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Don Aitkin

Where do I stand, and why?

By | Other | 25 Comments

Judith Curry, of the Climate etc website, found herself involved in a wide-ranging Twitter debate which prompted her to summarise her position both in American politics and philosophically. I don’t use Twitter much, and am coming to the view that I should simply dispense with it, but I thought her summary position was well expressed, and thought further, why don’t I do the same? So here is mine, using her structure simply as a beginning. I have written about many of these points in the past, but here they are brought together. My politics I grew up in the country, and…

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The January Off-Topic Thread

By | Other | 166 Comments

We still seem to be in a weak la Nina, and all the usual bushfire warnings are out. No doubt we will have some fires too. My attention was caught on Judith Curry’s website by a reference to a piece (abstract only) in Nature on the incidence of wildfires in the last two thousand years. The authors used sedimentary charcoal as the evidence and suggest that global biomass burning declined from AD 1 to ?1750, before rising sharply between 1750 and 1870. Global burning then declined abruptly after 1870. The early decline in biomass burning occurred in concert with a global cooling trend and…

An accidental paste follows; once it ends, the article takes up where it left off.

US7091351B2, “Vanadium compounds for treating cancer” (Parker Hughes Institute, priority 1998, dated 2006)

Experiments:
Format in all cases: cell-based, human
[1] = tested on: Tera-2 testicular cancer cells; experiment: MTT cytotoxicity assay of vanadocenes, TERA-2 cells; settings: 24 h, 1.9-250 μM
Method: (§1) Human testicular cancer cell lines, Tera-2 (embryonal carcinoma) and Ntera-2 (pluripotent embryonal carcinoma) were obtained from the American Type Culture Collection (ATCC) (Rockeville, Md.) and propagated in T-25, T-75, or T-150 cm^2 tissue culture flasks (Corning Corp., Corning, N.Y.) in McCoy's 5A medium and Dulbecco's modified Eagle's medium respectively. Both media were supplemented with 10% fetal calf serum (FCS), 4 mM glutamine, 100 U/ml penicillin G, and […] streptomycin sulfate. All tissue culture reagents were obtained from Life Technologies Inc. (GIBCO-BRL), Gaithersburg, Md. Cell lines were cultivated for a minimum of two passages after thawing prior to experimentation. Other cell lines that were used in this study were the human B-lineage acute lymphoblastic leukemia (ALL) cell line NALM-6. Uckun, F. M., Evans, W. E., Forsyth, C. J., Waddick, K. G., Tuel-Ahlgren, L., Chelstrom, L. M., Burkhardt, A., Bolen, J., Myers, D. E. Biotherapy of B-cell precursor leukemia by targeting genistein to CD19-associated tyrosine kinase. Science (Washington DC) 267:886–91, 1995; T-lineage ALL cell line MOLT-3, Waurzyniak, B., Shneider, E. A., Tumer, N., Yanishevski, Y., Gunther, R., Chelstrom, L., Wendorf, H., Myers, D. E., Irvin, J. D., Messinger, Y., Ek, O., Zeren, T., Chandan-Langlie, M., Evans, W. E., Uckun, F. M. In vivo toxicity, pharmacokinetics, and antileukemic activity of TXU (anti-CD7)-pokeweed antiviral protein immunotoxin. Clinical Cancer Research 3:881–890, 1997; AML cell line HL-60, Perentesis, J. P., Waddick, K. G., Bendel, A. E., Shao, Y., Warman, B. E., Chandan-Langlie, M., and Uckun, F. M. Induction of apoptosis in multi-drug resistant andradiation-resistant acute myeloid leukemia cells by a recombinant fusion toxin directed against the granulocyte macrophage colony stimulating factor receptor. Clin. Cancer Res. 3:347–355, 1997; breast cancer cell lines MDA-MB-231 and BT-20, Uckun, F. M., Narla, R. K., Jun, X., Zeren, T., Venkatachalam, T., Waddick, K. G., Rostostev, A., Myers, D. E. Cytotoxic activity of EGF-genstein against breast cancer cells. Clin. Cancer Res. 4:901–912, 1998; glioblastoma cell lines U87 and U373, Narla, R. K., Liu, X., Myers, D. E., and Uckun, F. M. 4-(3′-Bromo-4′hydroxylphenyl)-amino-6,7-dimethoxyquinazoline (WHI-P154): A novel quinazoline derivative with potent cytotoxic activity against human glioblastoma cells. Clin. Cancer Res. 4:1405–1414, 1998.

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2017 — What’s to Review?

By | Climate Change, Economy, Environment, Health, History, Media, Politics | 136 Comments

2017 was not at all my happiest year, though I can feel strength coming back in the sixth week of my recovery from double pneumonia. And while I was ill Australia’s industrious electors discharged their duties in Queensland and in the Federal seat of Bennelong, about which I wrote nothing at all. So perhaps I should venture a comment or two there. All I really observed with respect to the Queensland election result, and that from television, was that the Labor Government had been returned, with a massive swing against the Liberal-National Party Opposition. I thought I ought to have…

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The history of a working life

By | Books, Education, History, Politics, Research, Society | 26 Comments

At high school, and even as an undergraduate, I didn’t give much thought to my future working life. I would be a high-school teacher like my Dad and Mum. I had a clear acquaintance with the school system, and it seemed to have decent holidays, which I was used to. I would finally have to have a job of some kind, and the only one I had any interest in was teaching at school, preferably high school. I managed to get a teachers college scholarship to university, and that seemed to come with a Commonwealth scholarship offsetting whatever costs were…

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Heretical Thoughts about Science and Society

By | Books, Climate Change, Environment, Politics, Religion, Research | 116 Comments